Tad Cook, K7RA, Seattle, reports: Over the November 17-23 reporting week, average daily sunspot numbers decreased from 28.7 to 14.1. Average daily solar flux decreased from 78.5 to 77.1, although last week’s bulletin erroneously reported average solar flux for the November 10-16 period as 45.8. Thanks to several sharp-eyed readers who caught this, including IK2AGX, G8XTJ, AA2F, K6MSM, and N8II.
Average daily planetary A index shifted from 12.7 to 6.4, and average mid-latitude A index changed from 10.1 to 4.7.
Predicted solar flux from NOAA is 79 on November 25-26; 80 on November 27-29; 79 on November 30-December 1; 84 on December 2-4; 80 on December 5-7; 78 on December 8; 76 on December 9-14; 75 on December 15-18; 78 on December 19; 80 on December 20-22; 82 on December 23-28, and 84 on December 29-31.
Predicted planetary A index is 20, 12, and 10 on November 25-27; 8 on November 28-29; 10 and 8 on November 30-December 1; 5 on December 2-6; 15, 12, 18, 20, and 10 on December 7-11; 5 on December 12-17; 8, 15, and 30 on December 18-20; 25, 15, and 12 on December 21-23; 8 on December 24-26, and 5 on December 27-31.
OK1HH sent the following geomagnetic forecast on behalf of the Czech Propagation Interest Group for the period November 25 to December 21, 2016.
“Geomagnetic field will be:
Quiet on December 3-6, 14-16.
Mostly quiet on November 28, December 1-2, 13, 17-18
Quiet to unsettled on November 27, 30
Quiet to active on November 25-26, 29, December 7, 9. 10-12, 19, 21
Active to disturbed on December 8, 20
Increased solar wind from coronal holes is expected on November 25-27, December 9-15, 18-21
Reliability of predictions is reduced at present.”
Thanks to Paul Merrill, W7IV, for this fascinating article from NPR about space weather.
Thanks to David Moore for this article.
Bil Paul, KD6JUI sent this:
“Today, November 22, solar flux was in the 70s, but operating from my kayak with 10 W and 9-foot vertical dipole (see article in November 2016 QST) — 17 meters was hopping today, or should I say skipping?
“Within an hour’s time I had four QSOs at length with OK, CA, and two VEs. And was getting signal reports ranging from S-5 to S-9. Also heard Brazil coming in (but couldn’t land him) and probably Central America. There was some QSB. Being on the water in the kayak (fresh water) seems to greatly augment my signal.”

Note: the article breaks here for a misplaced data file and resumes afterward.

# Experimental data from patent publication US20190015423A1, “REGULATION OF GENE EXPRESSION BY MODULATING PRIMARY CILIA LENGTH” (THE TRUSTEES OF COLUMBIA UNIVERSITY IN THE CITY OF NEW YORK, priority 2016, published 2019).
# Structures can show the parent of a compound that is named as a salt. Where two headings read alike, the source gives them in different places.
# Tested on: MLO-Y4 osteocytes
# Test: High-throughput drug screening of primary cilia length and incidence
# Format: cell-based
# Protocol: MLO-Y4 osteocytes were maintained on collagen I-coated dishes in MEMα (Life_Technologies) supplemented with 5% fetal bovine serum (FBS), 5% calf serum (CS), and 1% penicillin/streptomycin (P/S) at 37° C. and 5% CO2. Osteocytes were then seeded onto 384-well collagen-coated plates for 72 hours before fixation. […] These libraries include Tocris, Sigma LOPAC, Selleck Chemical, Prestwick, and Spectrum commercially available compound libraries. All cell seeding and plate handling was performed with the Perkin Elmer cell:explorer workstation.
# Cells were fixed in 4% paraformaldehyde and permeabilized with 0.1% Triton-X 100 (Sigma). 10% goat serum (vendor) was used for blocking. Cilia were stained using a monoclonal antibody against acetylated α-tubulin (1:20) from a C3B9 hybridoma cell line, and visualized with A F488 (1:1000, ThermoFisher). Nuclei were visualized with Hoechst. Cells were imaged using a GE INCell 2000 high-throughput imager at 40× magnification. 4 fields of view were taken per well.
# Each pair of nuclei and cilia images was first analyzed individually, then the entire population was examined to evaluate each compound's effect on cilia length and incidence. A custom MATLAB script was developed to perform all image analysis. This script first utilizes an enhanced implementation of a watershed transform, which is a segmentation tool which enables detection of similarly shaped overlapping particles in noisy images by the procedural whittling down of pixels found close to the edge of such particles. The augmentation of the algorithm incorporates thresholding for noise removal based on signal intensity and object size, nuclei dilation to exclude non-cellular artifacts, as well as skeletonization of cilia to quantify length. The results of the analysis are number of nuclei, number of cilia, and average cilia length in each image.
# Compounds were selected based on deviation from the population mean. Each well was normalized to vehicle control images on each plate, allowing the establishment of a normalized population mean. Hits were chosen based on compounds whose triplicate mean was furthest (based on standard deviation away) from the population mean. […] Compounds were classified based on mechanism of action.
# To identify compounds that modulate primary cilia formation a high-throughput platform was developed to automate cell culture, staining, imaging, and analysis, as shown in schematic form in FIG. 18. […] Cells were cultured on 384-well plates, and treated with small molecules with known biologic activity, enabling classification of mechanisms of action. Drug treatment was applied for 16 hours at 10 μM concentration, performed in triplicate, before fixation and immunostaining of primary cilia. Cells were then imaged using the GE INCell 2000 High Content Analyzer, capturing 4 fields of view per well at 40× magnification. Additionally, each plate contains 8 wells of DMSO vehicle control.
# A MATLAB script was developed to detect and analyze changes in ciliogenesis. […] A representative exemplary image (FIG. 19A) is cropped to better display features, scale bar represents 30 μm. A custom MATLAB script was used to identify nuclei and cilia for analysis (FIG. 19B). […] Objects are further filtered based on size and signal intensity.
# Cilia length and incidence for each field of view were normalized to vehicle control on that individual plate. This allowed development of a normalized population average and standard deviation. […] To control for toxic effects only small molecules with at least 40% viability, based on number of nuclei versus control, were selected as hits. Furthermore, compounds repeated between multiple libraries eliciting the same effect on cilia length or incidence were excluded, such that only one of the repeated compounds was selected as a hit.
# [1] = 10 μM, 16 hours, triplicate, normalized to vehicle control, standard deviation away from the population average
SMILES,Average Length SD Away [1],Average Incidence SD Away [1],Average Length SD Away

Jon Jones, N0JK reports:
“Six meters exploded with sporadic E in North America the evening of November 23 and again most of Thanksgiving Day.
“Wednesday evening there was strong sporadic E on 6 across the southeast states. I worked K5GKC (EM13) from my mobile set up near Kansas City (EM28) with a 10 W MFJ-9406 and 1/4 wave vertical ~ 0048 UTC on November 24. He was quite loud. I saw some real DX spotted, including ZF1EJ and NP4BM working into New England and XE2X, XE2OK, and XE2JS to the Midwest. Did not note any Es-TEP to South America. Wonder if any readers know of any from mainland North America.
“Thanksgiving Day November 24, again sporadic E. I logged KV4VO (EM90) from home in Lawrence, KS (EM28) at 1625 UTC on November 24 on 50.130 MHz He was running 50 W to a vertical antenna and peaked to 59. Saw many spots across the southeastern states. The C6AFB/b (FL16) was spotted by many. It is now on 50.063 MHz running only a few watts. The magnetic field was active due to a coronal hole solar windstream with the Kp peaking to 5 — storm levels.”
John Fitzgerald, G8XTJ noted today that the planetary K index was 5, and this didn’t look too promising for the CQ World Wide CW Contest this weekend, “though 6Y9X a good 579 on 10 MHz as I type 1044 UTC.”
Jeff, N8II in West Virginia wrote:
“The skip zones were very long for ARRL Sweepstakes SSB, even worse than CW, but I still managed to make a lot of QSOs. Stations closer than NY or NC were difficult to work on any band from early evening into the night on Sunday and same happened a bit later Saturday. The K index stayed around 1, I think, so western Canada and AK were fairly easy to work at least on 20 and western Canada strong at times on 15; best 15 conditions were in 1700Z hour.”
For more information concerning radio propagation, see the ARRL Technical Information Service at. Here is an explanation of the numbers used in this bulletin. An archive of past propagation bulletins is on the ARRL website. More good information and tutorials on propagation are on the website of Carl, K9LA.
The ARRL website also offers monthly propagation charts between four US regions and 12 overseas locations.
Instructions for starting or ending e-mail distribution of ARRL bulletins.
Sunspot numbers for November 17 through 23 were 27, 28, 22, 11, 0, 0, and 11, with a mean of 28.7. 10.7 cm flux was 78.6, 77.6, 76.8, 76.4, 75, 77.3, and 77.7, with a mean of 78.5. Estimated planetary A indices were 4, 3, 3, 4, 6, 12, and 13, with a mean of 12.7. Estimated mid-latitude A indices were 2, 3, 2, 2, 4, 9, and 11, with a mean of 10.1.